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Chinese tariffs on Australian wine in 2020: the domestic drivers of international coercion

Wine industry Australia-China relations Exports International trade China Australia

In 2020 China applied barriers to the export of 12 Australian industries and began 2021 with ominous signs for the higher education sector. A report published by Future Directions International in December 2020 outlined the logic of China’s economic coercion based on an asymmetry of costs, where China seeks to impose costs on Australia to change its behaviour, but also selects industries where there will be low costs for China, or even strategic benefits.

Thus China’s tariffs on barley targeted a high value export trade, but also aimed to diversify supply of this important grain away from Australia. This article argues that comparable forces are at play in the case of wine. Australian wine exports were rapidly gaining market share in the lucrative Chinese wine market, which China argued damaged its domestic industry, so the trade stopped through a spurious anti-dumping case. As China is a major market for premium wines, there will be significant effects on the industry – likely to be higher than for other affected commodities – that the industry will adapt to.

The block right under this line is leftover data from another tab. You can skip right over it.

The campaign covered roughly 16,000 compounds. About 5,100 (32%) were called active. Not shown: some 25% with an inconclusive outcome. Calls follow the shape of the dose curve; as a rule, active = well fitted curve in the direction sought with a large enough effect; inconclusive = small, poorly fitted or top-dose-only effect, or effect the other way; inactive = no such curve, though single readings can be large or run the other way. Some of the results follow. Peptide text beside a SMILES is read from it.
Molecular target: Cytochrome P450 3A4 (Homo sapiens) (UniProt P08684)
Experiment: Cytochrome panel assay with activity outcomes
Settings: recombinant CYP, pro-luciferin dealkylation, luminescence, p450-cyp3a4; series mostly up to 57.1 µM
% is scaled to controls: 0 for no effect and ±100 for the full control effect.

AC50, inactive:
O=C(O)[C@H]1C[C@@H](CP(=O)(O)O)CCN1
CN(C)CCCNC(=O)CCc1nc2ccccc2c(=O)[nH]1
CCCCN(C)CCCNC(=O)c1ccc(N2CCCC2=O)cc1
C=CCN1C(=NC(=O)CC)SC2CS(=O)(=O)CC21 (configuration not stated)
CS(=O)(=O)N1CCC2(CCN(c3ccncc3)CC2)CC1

Key points:

  • Twelve industries were targeted in China’s economic coercion programme on Australia in 2020. While all cases are designed to pressure the Australian Government to change policy, particular industries were targeted for particular reasons.
  • Australian wine has a high coercion value because exports to China have exploded in recent years to become a AUS$1 billion market. Trade heavily exposed the industry to the Chinese market, especially for premium reds.
  • Analysis in this paper also shows that this growth is seen as a threat to the development of the Chinese domestic wine industry that was thwarted through a protectionist and spurious anti-dumping case. The barriers will have a substantial effect on the Australian wine industry.
  • The broader lesson is that Chinese economic coercion is often driven by domestic factors as much as it is by bilateral relations. Cases such as this could be expected to increase under China’s economic self-reliance programme.
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